• Arrival of cargo: The cargo arrives at a port/location of transshipment.
  • Unloading: Cargois unloaded from the vessel or the current mode of transport
  • Storage: This is an optional step. Depending on the demand, cargo is moved to a warehouse or transshipment facility intermediary.
  • Documentation: In the case of global trade, documents for the unloaded cargo are checked and inspected. In this case, documents such as custom declarations, bills of lading, etc., are checked.
  • Loading: Goods are loaded on their next mode of transport.
  • Final destination: Goods are then transported to the final destination.

Common problems and solutions in transshipments

Here are some of the challenges in the transshipments and their probable solutions.

1. Delays and disruptions

There are higher chances of delays and disruptions in the case of transshipments due to the involvement of multiple modes of transport and ports. Some of the problems that cause delays include bad weather conditions, political conditions, labour strikes, and so on.

Probable solutions: One can avoid transshipping in regions where unfavourable weather conditions are expected or politically unstable regions.

2. Shipping damages and losses

The cargo is vulnerable during handling. Hence, there are higher chances of shipping damages and losses during transshipments as the goods are handled, loaded and unloaded multiple times. Moreover, certain products such as medicines, vaccines, food items, etc., need to be kept in a temperature-controlled environment.

Probable solutions: Proper labelling of the goods is essential. Fragile goods need to be marked accordingly. Also, cartons have indications such as ‘This side up’, ‘Handle with care’ ‘Keep dry’, etc. to avoid damages during shipping and transit.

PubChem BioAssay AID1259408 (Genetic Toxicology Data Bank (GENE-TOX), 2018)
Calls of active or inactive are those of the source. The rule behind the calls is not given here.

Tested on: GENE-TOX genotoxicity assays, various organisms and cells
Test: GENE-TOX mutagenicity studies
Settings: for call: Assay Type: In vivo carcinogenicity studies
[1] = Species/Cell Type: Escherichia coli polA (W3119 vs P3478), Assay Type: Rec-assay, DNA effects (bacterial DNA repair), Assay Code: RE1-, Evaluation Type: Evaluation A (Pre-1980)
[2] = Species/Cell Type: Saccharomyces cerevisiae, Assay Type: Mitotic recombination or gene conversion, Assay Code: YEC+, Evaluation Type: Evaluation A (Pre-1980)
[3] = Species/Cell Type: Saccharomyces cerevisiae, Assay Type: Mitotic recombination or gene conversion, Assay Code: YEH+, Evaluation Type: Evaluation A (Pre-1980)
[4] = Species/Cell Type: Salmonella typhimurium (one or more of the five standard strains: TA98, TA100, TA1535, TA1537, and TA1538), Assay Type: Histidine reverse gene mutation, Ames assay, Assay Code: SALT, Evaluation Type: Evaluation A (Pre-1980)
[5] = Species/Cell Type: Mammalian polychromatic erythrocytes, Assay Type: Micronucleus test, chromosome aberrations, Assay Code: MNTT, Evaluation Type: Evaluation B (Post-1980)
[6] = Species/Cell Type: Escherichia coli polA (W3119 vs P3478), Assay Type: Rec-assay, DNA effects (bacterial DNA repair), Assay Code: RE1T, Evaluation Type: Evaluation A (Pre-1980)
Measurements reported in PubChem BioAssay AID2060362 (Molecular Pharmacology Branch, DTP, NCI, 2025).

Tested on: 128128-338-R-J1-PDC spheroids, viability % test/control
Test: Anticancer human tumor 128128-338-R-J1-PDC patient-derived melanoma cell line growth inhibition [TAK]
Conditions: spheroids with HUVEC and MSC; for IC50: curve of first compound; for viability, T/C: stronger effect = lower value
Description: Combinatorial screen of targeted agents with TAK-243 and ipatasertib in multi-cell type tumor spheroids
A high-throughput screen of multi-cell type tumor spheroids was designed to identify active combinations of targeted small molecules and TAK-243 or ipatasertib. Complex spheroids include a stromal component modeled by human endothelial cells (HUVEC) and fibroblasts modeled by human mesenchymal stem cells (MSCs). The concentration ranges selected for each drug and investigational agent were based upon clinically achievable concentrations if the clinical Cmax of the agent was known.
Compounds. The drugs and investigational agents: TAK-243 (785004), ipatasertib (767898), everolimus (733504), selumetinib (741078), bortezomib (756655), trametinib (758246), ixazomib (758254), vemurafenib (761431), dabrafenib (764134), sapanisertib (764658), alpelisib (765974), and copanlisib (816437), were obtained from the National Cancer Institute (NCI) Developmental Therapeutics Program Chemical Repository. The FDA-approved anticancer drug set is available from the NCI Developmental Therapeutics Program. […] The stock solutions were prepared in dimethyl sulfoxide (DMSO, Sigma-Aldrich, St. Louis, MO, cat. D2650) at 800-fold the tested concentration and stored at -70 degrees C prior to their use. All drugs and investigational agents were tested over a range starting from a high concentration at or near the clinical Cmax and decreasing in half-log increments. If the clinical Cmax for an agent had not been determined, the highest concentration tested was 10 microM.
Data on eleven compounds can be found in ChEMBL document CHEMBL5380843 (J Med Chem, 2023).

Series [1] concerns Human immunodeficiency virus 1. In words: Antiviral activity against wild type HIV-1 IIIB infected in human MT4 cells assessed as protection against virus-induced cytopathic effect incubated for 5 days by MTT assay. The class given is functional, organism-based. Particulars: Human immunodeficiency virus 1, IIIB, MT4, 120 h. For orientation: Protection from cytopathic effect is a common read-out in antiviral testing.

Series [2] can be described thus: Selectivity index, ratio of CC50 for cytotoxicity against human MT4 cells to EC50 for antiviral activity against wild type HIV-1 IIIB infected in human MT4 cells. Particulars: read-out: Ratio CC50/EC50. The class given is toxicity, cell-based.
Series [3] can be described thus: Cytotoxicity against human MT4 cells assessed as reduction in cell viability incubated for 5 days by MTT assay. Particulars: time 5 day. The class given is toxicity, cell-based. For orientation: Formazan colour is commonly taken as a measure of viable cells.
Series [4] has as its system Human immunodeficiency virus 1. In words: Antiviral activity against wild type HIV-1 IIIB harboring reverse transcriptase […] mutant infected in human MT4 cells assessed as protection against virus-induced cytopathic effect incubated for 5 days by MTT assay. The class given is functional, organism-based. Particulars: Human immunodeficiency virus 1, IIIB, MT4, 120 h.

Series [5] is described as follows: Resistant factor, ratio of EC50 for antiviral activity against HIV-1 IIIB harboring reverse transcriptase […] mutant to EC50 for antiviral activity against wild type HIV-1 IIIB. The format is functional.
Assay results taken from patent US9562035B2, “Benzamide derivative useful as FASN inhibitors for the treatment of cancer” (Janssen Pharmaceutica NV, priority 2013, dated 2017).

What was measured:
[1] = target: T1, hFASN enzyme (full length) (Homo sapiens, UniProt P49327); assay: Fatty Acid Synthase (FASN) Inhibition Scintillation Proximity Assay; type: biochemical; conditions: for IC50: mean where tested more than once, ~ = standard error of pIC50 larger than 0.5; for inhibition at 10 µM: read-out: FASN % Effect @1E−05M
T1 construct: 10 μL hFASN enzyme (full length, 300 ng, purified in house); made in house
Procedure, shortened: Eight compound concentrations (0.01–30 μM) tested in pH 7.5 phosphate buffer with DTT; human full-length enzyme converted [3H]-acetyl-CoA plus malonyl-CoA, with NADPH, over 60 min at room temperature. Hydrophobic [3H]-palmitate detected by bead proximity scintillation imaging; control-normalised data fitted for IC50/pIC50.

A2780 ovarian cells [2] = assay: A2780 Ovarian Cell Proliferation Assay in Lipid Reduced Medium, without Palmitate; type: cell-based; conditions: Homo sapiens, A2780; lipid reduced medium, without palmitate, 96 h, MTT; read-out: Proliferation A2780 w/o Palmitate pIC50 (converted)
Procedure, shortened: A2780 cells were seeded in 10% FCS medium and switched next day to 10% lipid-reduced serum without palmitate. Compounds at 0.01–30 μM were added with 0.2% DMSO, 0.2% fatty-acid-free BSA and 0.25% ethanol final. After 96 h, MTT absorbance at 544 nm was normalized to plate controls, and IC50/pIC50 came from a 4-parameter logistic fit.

3. Increased cost

Transshipment is not always a cheaper option. Many times, transshipment is the only option due to the unavailability of direct transportation. Moreover, additional labour costs, infrastructure expenses, etc., may lead to an increase in overall logistics costs.

Probable solutions: In case the delivery timelines to your customers allow, you can enquire about the direct available transport by a later date.

4. Documentation and compliances

Probably, there is no escape from this. When transshipment is used, regulatory compliances such as custom processes, documentation, inspection, etc., can add to the hassle. Transshipment may require additional documentation like transshipment bill of landing, etc.

5. Tracking

In the case of transshipment, tracking may become a challenge.


Probable solution: Using a trustworthy and reliable freight forwarder is necessary for ease of tracking.

Concluding note

About 90% of global trade takes place through water transport. However, finding a direct link to the port of destination can still be a problem. Therefore, transshipment is the recommended alternative. Earlier, tracking shipments was a challenge. However, with the use of advanced technologies, it has become a lot easier to track shipments and understand their locations.

Swati Deshpande

Swati is a passionate content writer with more than 10 years of experience crafting content for the business and manufacturing sectors, and helping MSMEs (Micro, Small and Medium Enterprises) navigate complexities in steel procurement, and business services. Her clear and informative writing empowers MSMEs to make informed decisions and thrive in the competitive landscape.